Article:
When doctors talk about cannabis, many agree that although it’s a relatively harmless complex of chemicals, smoking it is an obvious problem. Medical cannabis patients know that the benefits of smoking are an instant relief of their symptoms, and the ability to regulate/titrate doses until their symptoms are relieved. Vaporizing offers a safer way to get this fast acting relief from inhaling medical cannabis. The effects are shorter lasting than when cannabis is eaten, peaking within half an hour and trailing off. When we take a pill or eat a cookie, our stomach breaks down the compounds, slowly releasing them into our bloodstream. This slow release can last many hours, ideal for sleeping through the night where a vaporizer may be helpful to get out of bed in the morning.
The chart illustrates this idea. A generalized pattern of fluctuating chronic pain is overlaid with the release of medical cannabis when eaten and inhaled over an eight hour period. When pain levels rise, at certain times exceeding the relief threshold provided by an edible, a small amount can be inhaled to complete the treatment. Unless you live in British Columbia, Health Canada requires that your dried cannabis remain in any preparation of medical cannabis that you intend to eat. The inclusion of non-medicinal ingredients may slow the digestion of the medical compounds. For some important considerations when eating cannabis see this article on the 10 commandments of marijuana edible safety.
In an interview on the CBC’s The Lang & O’Leary Exchange, Tweed CEO Bruce Linton said that “most medical patients never would smoke, they would use a steam-based vaporization, so what then they’re doing is releasing the oils, which are the active ingredients they want, without combusting the carbon and getting all the negatives of smoking.” Initially vaporizers were used for aromatherapy, but they have recently been redefined for use with medical cannabis. Vaporizers are often sold by medical cannabis providers. Cannimed have a contract with Storz & Bickel to provide the Volcano Medic Vaporizer, which offers “reliable and reproducible method for the administration of THC” (Abrams 2007, Zuurman 2008). They have made a short instructional video on how to use it. Tweed also sells vaporizers on their website, and OrganiGram is giving away a free PUFFIT Vaporizer to patients who have registered with them.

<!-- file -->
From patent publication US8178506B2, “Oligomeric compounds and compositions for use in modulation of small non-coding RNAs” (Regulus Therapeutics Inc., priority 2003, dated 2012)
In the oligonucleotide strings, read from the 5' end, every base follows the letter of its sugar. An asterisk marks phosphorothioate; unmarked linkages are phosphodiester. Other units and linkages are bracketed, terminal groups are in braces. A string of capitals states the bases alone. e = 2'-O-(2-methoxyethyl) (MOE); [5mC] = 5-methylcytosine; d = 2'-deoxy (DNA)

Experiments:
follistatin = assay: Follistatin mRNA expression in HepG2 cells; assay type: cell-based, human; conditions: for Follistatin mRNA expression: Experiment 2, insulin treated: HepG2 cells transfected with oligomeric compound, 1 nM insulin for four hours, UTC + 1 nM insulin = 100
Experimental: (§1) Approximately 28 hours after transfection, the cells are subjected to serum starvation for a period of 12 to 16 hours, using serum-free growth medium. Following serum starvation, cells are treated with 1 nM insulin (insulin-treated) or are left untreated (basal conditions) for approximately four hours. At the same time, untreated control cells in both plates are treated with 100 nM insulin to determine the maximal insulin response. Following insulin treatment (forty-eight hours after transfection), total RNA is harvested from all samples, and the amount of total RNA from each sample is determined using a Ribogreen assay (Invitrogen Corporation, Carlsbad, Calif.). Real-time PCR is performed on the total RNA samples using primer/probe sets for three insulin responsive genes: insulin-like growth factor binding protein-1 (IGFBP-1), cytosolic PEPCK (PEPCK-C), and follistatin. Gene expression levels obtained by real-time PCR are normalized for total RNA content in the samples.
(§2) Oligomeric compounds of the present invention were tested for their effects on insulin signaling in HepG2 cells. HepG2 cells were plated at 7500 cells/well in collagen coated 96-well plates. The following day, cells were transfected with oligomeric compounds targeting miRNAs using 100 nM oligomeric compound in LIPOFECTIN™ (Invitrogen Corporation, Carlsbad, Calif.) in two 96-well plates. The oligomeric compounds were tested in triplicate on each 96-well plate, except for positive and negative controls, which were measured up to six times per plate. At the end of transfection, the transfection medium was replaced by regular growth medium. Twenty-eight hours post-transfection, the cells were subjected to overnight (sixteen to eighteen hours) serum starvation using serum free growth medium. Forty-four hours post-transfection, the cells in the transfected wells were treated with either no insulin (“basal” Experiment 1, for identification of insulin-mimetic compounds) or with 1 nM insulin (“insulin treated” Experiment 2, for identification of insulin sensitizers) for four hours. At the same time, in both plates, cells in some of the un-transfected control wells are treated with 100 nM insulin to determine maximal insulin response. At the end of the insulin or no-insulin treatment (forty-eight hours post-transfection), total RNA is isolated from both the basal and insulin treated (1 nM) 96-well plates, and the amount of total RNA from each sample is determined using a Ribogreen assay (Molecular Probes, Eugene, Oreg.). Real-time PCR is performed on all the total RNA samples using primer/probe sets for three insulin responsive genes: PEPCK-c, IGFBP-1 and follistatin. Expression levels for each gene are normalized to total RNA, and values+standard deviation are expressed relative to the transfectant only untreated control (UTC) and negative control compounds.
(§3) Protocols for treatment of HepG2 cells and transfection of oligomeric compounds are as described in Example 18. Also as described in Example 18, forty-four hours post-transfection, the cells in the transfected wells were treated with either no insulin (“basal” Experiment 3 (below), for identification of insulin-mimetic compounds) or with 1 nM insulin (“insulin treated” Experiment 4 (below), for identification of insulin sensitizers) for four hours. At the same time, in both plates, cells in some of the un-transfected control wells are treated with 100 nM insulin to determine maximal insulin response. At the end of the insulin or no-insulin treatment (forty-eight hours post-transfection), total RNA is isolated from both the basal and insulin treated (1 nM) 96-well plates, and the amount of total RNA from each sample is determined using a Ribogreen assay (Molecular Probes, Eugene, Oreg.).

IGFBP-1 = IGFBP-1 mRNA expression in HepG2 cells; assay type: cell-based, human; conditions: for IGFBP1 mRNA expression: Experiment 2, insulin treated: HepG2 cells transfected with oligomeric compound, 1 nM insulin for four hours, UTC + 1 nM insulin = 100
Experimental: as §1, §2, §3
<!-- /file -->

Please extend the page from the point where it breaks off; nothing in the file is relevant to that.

For many patients, vaporizing is a new method of ingestion and carries its own challenges. From the simple jar and tube model, there has been a steady evolution of vaporizer technology over the last decade, with the introduction of vapor bags, handheld devices, and more precise temperature gauges. Recently, vapor pens have become a common sight, as flavoured water or glycerin is vaporized for recreational purposes and as an alternative to smoking cigarettes.
All this emerging technology requires some degree of orientation. Fortunately there are plenty of people willing to help. Vapor lounges are available in some cities as a place where patients can be oriented to the use of a vaporizer. At many dispensaries, staff as well as other medicinal users are happy to show newcomers the basics of vaporization as well as help them learn the finer details in order to target the particular cannabinoids they desire. The temperature gauges of vaporizers have varying degrees of accuracy, and some less sophisticated models require the user to pump the heat instead of sustaining it to avoid combustion.
It is clearly a good idea to get a vaporizer for your medical cannabis use, but how is it best used?
Stay tuned for Part 2 of Vaporizing on Lift